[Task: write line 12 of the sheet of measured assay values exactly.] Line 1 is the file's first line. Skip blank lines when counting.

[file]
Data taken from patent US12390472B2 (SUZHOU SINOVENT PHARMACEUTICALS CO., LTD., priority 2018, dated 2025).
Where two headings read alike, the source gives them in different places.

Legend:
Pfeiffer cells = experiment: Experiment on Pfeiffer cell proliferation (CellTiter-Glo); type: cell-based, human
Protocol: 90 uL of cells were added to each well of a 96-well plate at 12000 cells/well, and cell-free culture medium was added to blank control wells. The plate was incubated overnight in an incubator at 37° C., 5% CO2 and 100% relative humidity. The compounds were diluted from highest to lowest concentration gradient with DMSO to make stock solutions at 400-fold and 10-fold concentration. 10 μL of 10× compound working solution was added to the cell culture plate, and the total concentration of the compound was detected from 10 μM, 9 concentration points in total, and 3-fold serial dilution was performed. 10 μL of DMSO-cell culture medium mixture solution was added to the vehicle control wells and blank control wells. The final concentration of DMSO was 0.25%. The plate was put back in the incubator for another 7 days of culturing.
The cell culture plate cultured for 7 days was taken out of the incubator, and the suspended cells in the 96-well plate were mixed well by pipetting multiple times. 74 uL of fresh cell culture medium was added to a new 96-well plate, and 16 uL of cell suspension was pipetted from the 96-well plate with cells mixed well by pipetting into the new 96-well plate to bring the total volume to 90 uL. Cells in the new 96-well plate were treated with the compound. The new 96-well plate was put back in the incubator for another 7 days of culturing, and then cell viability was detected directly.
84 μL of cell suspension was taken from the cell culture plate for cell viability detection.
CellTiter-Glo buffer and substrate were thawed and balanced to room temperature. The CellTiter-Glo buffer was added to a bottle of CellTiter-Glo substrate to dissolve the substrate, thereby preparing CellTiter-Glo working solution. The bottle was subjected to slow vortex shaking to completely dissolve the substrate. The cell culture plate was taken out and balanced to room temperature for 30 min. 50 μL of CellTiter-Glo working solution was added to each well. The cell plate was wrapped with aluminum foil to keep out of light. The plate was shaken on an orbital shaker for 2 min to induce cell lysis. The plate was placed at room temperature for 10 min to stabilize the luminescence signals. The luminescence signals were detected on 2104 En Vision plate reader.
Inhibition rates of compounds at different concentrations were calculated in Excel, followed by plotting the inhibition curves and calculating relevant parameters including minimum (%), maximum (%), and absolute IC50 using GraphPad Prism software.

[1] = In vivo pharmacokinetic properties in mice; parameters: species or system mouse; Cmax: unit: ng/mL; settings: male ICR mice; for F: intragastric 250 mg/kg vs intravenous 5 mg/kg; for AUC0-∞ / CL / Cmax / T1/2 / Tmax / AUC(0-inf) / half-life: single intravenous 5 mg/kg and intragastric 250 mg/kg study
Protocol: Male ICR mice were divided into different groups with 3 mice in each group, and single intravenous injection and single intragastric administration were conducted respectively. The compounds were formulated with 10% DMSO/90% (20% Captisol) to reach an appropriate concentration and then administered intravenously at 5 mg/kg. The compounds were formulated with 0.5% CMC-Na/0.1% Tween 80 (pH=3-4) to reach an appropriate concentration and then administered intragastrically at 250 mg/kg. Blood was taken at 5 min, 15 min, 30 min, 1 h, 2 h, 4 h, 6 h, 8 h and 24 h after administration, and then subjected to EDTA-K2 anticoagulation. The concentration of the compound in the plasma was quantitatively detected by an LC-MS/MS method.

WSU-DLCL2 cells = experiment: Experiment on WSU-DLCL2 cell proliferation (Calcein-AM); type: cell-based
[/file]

WSU-DLCL2 cells = experiment: Experiment on WSU-DLCL2 cell proliferation (Calcein-AM); type: cell-based